Sainsbury’s in South End Green ‘could impede ambulance route’ to Royal Free Hospital
PUBLISHED: 11:00 10 July 2014
Ambulances travelling to and from the Royal Free Hospital and a nearby base could be impeded by deliveries to a proposed new Sainsbury’s, campaigners have warned.
Opponents of the supermarket giant’s plans to open a store in South End Green – opposite the entrance to Hampstead Heath – have this week raised concerns about the impact on the emergency services.
They fear the proposed shop, which would take over four units currently occupied by independent businesses, will get in the way of ambulances, by bringing an influx of large trucks making daily deliveries.
The Sainsbury’s Local would be a stone’s throw from the Royal Free, in Pond Street, and less than half a mile from the London Ambulance Service’s (LAS) Camden base in Cressy Road.
David Kitchen, acting chairman of the South End Green Association (SEGA), said: “That road is a principal ambulance route.
“We’re trying to raise a case for not accepting the proposal because of the impact on ambulances.”
SEGA has contacted the Royal Free and the LAS to ask for their support, but neither organisation has commented publicly.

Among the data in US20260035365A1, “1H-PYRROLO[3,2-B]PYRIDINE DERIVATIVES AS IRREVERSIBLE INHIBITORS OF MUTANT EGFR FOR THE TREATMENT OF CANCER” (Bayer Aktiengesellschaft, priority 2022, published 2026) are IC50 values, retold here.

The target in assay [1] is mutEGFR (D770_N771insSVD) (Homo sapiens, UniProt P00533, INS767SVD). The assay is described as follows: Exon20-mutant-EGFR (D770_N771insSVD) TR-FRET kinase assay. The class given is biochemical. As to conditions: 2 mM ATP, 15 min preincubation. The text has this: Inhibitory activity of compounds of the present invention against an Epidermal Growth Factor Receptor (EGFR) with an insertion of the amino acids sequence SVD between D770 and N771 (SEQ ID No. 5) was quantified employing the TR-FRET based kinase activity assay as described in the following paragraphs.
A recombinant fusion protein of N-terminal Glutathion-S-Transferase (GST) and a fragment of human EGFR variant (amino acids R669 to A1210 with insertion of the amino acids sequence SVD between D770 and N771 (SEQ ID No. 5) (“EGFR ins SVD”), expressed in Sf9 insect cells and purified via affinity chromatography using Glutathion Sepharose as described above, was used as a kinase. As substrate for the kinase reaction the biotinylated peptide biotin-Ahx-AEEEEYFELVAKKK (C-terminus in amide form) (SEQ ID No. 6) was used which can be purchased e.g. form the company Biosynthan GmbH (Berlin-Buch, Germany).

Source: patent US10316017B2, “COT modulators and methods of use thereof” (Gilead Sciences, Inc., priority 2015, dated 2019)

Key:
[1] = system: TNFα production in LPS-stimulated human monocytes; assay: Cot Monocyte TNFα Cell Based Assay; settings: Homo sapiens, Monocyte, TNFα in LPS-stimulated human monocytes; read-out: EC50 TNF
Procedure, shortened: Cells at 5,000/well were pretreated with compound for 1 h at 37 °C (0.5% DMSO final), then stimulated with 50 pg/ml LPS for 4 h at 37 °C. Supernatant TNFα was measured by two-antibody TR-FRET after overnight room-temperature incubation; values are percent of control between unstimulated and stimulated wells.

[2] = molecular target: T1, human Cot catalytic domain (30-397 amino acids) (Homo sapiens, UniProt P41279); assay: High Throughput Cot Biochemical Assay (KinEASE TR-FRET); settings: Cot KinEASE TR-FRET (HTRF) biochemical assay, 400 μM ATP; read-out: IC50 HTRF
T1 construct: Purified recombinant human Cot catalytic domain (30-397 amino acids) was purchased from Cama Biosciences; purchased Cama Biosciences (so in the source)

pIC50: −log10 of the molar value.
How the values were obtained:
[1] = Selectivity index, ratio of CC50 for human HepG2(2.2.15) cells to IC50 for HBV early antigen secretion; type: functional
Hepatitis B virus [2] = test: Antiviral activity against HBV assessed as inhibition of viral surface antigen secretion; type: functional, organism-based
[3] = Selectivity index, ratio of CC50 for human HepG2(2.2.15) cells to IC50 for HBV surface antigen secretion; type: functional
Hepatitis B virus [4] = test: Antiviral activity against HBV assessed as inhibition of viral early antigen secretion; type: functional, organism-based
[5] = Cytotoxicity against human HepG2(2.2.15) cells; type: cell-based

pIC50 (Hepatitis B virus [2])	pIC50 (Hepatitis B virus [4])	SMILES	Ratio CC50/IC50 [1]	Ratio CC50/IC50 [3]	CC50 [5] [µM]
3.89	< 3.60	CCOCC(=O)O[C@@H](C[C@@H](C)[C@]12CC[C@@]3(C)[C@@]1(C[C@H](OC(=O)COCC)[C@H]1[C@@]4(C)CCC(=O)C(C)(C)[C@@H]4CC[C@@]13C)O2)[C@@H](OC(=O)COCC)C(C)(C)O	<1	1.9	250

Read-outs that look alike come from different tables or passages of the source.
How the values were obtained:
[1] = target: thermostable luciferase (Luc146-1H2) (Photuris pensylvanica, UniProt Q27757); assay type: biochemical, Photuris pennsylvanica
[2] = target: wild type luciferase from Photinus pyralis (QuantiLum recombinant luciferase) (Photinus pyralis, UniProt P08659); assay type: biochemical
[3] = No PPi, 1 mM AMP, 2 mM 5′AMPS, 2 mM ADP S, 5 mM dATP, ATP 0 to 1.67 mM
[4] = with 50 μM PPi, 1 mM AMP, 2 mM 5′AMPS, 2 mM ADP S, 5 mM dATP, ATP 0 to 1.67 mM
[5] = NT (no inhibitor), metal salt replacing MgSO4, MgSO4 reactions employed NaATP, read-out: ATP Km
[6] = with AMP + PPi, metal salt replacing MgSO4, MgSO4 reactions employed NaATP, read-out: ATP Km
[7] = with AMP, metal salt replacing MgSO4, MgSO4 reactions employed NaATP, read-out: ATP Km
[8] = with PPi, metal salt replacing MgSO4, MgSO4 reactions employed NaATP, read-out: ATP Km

A Sainsbury’s spokesman said: “It is in our interest to make sure that we can deliver safely to our proposed store.
“We review our delivery strategy for each individual site and determine the most appropriate time for deliveries to occur, taking the local area into context.
“We would use the existing loading bay at the front of the store, as other retailers on the parade currently do.
“Our convenience stores are serviced by smaller vehicles, not articulated lorries that support our larger supermarkets.”
The Sainsbury’s proposal has met with widespread opposition amid concerns over traffic, the loss of independent businesses and the effect on South End Green’s village feel.
Well-known residents including broadcaster Bill Oddie, actress Dame Janet Suzman, novelist Deborah Moggach and journalist Amanda Platell have backed the campaign.
About 3,700 people have signed written and online petitions which were yesterday (Wednesday) handed to Sainsbury’s bosses – including chairman David Tyler who is also chairman of Hampstead Theatre – at the supermarket’s annual general meeting.
Jessica Learmond-Criqui, head of the Hampstead Shops Campaign, purchased 10 shares to gain access to the meeting and deliver the petitions.
She told the Ham&High: “Sainsbury’s are trying to speak to the community about how they can ‘blend in’.
“But the point is not to blend in – the point is not to be there at all.”
Sainsbury’s has signed a deal with the landlord Dorrington to take on a new lease covering the four units, subject to winning planning permission.
The current tenants – Polly’s Cafe, Belsize Stationers, Sweet Pea florist and a charity shop – would have to make way.
Mr Kitchen added: “All over the country, Sainsbury’s are slamming in these so-called ‘convenience’ stores – they’re riding roughshod over local opinion.
“The planning powers [to stop them] are very weak, so what we’re trying to do is embarrass them into pulling out.”